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10 April 2013

Report analyses how best to make progress with HCPV technology

New insight into the state of and prospects for the high-concentrating photovoltaic (HCPV) sector is available in the latest report published by technology market analyst firm Yole Développement.

The report presents what the company identifies as “the key factors to improve the bankability of HCPV installation projects” – with new analysis to guide strategic business decisions related to this technology. Yole has also updated its 2011 analysis of market data for wafers, epiwafers and installation as well as the costs of HCPV modules and systems.

Yole assess that, as of March, about 120 HCPV installations have been installed throughout the world, accounting for a total capacity of 130MW. This is only about 1/1000 of the total current installations of flat-plate PV, represented mainly by crystalline silicon.

The analyst comments that the main advantage of HCPV over flat-plate PV is its greater efficiency; HCPV can surpass 40% at cell level, reaching about 30% at module level, which is not achievable by conventional PV technologies. Yole says that the high efficiency of HCPV systems will be the key driver for this technology in the future.

The report states, “In order to increase the differentiation between HCPV and its strong competitor, conventional flat-plate PV, HCPV cell efficiency needs to be significantly increased – but without significantly increasing manufacturing costs – and overall system costs must be reduced.” The report adds, “HCPV’s high system efficiency, together with its high electricity production (kWh/kW installed), makes HCPV levelized cost of electricity (LCOE) competitive with that generated by fossil-fueled power plants in certain sunny locations.”

Most technology challenges identified early, at the beginning of HCPV development, have already been resolved, Yole continues. However, today’s relatively weak HCPV market development is related not only to the technology issues, but also to the lack of financing and low interest among potential customers.

To speed up market growth, Yole assess that the bankability of HCPV projects must be improved at all levels, including technology development and testing, and minimizing the uncertainty about the solar resources at the future installation site, among other things. The report considers the factors that can improve the bankability of HCPV installation projects and help the HCPV market to grow. Based on future technological achievements and improved bankability, two possible scenarios – conservative and optimistic – are proposed for the likely patterns in HCPV market evolution during 2013-2020.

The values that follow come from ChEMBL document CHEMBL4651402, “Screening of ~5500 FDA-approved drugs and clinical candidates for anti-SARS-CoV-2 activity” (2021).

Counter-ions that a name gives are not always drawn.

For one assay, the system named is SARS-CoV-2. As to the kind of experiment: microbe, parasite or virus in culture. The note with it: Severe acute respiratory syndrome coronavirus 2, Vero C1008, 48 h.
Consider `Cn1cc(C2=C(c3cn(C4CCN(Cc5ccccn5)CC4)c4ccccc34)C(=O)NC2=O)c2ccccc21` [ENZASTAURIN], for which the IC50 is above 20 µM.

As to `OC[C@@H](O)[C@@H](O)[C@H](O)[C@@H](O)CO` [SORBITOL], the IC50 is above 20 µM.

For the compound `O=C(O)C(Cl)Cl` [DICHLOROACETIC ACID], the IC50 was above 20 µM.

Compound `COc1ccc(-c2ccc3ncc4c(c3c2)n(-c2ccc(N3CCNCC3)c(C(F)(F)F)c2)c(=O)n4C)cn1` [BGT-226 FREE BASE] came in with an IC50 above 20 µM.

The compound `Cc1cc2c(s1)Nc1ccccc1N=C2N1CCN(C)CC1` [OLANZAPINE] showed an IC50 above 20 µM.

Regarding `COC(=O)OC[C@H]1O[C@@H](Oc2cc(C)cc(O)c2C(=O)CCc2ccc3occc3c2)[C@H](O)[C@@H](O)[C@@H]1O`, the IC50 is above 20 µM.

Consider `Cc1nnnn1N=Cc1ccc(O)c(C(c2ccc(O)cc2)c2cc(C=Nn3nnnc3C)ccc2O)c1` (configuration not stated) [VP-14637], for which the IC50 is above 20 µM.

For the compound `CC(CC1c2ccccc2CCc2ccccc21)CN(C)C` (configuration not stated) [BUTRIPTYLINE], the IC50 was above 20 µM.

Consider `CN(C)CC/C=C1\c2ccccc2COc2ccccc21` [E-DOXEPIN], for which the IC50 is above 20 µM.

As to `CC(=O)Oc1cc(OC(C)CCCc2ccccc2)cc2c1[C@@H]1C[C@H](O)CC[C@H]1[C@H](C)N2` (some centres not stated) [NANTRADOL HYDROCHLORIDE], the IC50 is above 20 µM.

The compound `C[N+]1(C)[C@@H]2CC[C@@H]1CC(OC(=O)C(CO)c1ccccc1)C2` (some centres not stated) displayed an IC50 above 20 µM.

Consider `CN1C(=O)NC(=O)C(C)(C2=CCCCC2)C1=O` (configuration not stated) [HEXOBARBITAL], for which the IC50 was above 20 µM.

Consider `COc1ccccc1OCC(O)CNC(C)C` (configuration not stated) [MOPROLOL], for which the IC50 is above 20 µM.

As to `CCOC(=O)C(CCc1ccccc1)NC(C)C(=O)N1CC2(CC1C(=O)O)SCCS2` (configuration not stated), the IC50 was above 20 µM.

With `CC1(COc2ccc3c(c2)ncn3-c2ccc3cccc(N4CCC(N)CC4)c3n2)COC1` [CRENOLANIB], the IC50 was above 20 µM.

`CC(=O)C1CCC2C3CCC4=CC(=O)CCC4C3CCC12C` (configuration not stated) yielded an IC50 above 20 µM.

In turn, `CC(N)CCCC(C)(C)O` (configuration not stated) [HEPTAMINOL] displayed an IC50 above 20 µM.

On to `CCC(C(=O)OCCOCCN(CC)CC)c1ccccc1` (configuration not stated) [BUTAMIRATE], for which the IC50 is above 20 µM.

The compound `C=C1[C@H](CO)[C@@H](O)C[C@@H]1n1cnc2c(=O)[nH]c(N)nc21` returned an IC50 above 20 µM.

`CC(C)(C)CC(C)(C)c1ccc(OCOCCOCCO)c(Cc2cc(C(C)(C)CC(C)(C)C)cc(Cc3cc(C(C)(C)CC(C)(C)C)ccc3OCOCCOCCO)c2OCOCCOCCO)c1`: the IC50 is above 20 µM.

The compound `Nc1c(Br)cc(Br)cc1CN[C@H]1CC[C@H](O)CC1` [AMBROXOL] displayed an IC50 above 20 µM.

Vertical integration or subcontracting

Yole assess that the HCPV market is today very restricted and there is “no place for less-competitive players”. Several companies have recently stopped or reduced their HCPV activities due to either strong competition or after losing interest in a relatively small and low-margin market – “such as HCPV is today”.

Market leaders are not yet established, and new companies with innovative technology or business models may take a lead in the future. As shown in the report, with rising market volume, there will be an increasing trend for vertical integration in the near future. Although more vertical integration is associated with a higher business risk, it enables better control of the system performance and total system costs.

“Their at least partial vertical integration, together with 100MW+ in-house production capacities, may enable companies such as Suncore or Soitec to gain a significant advantage compared to their competitors,” comments Milan Rosina, Market & Technology Analyst, Photovoltaics, at Yole.

“An alternative approach is to subcontract most of the business and thus lower a company’s capital needs while at the same time transfer most of the business risk to subcontractors,” he adds. “This approach is advantageous for small companies with limited sources of financing. In this report, we have analyzed both approaches.”

Technology choices in the next 5 years

The performance of each individual element of an HCPV system says nothing about the performance of the whole system, Yole cautions: “All elements need to be carefully optimized and matched in order to get optimal system performance”.

The report also provides a detailed overview of all HCPV components necessary to understand the challenges related to HCPV systems, including: wafer, epiwafer, solar cell, receiver module, concentrating optics, HCPV module, inverter and tracking system.

Furthermore, the analysis of different technical approaches (Ge versus GaAs wafers, PMMA versus SOG optics, etc) allows identification of the main technology trends as well as materials and manufacturing techniques used. Yole adds that this approach can help to evaluate the potential of different HCPV components for cost reduction and performance enhancement. The report also deals with manufacturing challenges (manual versus automated module assembly, main factors to lower manufacturing costs, etc).

Tags: Yole CPV


By Matthew Peach, Contributing Editor

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